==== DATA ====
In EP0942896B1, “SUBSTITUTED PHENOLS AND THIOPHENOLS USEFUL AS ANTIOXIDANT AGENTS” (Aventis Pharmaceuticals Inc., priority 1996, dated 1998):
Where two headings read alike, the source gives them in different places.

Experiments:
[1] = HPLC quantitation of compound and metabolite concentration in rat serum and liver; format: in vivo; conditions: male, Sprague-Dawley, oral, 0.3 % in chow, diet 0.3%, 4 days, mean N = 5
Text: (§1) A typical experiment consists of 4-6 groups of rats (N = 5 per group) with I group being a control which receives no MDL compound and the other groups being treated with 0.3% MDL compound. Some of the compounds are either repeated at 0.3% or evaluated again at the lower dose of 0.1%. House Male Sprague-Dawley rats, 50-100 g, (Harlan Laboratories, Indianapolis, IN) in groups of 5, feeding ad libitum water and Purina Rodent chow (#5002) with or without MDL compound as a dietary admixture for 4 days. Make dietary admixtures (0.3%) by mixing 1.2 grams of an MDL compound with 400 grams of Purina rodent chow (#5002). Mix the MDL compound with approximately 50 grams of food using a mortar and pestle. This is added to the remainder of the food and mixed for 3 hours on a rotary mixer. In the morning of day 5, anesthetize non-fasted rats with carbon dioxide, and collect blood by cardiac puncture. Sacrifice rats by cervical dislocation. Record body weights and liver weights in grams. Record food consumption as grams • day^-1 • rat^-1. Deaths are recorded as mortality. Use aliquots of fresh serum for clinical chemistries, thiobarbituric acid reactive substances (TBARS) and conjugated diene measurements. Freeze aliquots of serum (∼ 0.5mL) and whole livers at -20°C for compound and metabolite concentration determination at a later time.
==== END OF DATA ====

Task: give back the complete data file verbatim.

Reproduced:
In EP0942896B1, “SUBSTITUTED PHENOLS AND THIOPHENOLS USEFUL AS ANTIOXIDANT AGENTS” (Aventis Pharmaceuticals Inc., priority 1996, dated 1998):
Where two headings read alike, the source gives them in different places.

Experiments:
[1] = HPLC quantitation of compound and metabolite concentration in rat serum and liver; format: in vivo; conditions: male, Sprague-Dawley, oral, 0.3 % in chow, diet 0.3%, 4 days, mean N = 5
Text: (§1) A typical experiment consists of 4-6 groups of rats (N = 5 per group) with I group being a control which receives no MDL compound and the other groups being treated with 0.3% MDL compound. Some of the compounds are either repeated at 0.3% or evaluated again at the lower dose of 0.1%. House Male Sprague-Dawley rats, 50-100 g, (Harlan Laboratories, Indianapolis, IN) in groups of 5, feeding ad libitum water and Purina Rodent chow (#5002) with or without MDL compound as a dietary admixture for 4 days. Make dietary admixtures (0.3%) by mixing 1.2 grams of an MDL compound with 400 grams of Purina rodent chow (#5002). Mix the MDL compound with approximately 50 grams of food using a mortar and pestle. This is added to the remainder of the food and mixed for 3 hours on a rotary mixer. In the morning of day 5, anesthetize non-fasted rats with carbon dioxide, and collect blood by cardiac puncture. Sacrifice rats by cervical dislocation. Record body weights and liver weights in grams. Record food consumption as grams • day^-1 • rat^-1. Deaths are recorded as mortality. Use aliquots of fresh serum for clinical chemistries, thiobarbituric acid reactive substances (TBARS) and conjugated diene measurements. Freeze aliquots of serum (∼ 0.5mL) and whole livers at -20°C for compound and metabolite concentration determination at a later time.